Saskatchewan's Water Security Agency is closely monitoring the lack of precipitation this winter as it could affect irrigation province-wide.

Most reservoirs in Sask. are above average for this time of year, the southwest and west-central regions appear to be an outlier.

The water in Lake Diefenbaker is sitting at 551.88 metres of elevation, slightly down from 552.02 at this time last year. Duncairn Reservoir is also down a fraction from 806.69 metres of elevation in 2023 to 806.66 currently.

Although two of the region's largest bodies of water are at adequate levels, other parts of the region could be worrisome.

"Many of our reservoirs are in a pretty decent spot right now," Shawn Jaques, president and CEO of the Water Security Agency, said. "There is lots of winter left and that could change, we can fill and top them up or if the dry weather continues, we might have to change how we operate.

"If those conditions persist, there could be water supply issues in 2024. Maybe in the southwest."

The Alta. provincial government recently created a new Water Advisory Committee to navigate a potential drought in 2024. This includes looking at adjusting the amount of irrigation producers can use.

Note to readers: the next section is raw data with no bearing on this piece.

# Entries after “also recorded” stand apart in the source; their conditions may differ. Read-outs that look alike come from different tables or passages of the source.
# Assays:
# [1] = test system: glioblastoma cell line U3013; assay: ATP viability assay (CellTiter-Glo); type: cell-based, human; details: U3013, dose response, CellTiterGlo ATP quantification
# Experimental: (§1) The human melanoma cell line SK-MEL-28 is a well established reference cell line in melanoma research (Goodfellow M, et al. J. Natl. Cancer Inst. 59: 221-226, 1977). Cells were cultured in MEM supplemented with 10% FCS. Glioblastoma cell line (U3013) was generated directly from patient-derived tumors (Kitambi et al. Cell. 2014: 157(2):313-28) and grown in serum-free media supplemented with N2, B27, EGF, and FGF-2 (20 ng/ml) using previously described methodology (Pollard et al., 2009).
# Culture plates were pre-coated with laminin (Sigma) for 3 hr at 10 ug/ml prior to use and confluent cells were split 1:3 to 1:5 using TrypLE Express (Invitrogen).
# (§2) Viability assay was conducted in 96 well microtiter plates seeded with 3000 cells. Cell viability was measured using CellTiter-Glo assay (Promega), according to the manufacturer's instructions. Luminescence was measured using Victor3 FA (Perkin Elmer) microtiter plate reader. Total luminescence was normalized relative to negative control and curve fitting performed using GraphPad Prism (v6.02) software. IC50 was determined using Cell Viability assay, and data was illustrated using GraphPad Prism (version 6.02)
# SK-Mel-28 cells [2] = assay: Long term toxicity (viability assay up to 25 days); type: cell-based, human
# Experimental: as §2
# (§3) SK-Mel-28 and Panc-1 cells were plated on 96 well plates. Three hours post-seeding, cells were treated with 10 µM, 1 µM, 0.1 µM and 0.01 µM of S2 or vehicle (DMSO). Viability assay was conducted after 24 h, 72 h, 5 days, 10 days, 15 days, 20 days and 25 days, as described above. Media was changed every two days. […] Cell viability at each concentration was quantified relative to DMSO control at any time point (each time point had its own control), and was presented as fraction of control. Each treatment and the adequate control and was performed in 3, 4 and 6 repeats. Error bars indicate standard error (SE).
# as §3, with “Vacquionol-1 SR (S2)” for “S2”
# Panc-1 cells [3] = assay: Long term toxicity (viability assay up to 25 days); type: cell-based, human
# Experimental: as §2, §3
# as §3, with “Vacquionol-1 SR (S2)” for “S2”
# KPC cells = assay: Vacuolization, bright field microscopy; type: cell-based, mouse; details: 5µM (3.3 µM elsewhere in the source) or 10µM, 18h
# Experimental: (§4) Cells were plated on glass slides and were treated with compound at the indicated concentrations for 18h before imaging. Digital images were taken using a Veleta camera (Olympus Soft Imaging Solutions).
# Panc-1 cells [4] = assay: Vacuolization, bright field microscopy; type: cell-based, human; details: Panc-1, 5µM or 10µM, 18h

Jaques believes that mitigation option is not required at this time due to higher levels of water in Sask. but also because irrigation licences are different between the two provinces.

"Communities [in Sask.] have a firm draft order, meaning that they will always be guaranteed the amount of water that's on their licence," he said. 

"What we do though is we do work with producers. We've seen in a couple of reservoirs in the southwest, the last couple of years have been dry, where we've had to cut back on the amount of water that irrigators get but we work closely with those producers... To help them manage that."

Lake Diefenbaker is Saskatchewan's largest water source for irrigation with Outlook, Riverhurst, and Lucky Lake benefiting significantly from the resource.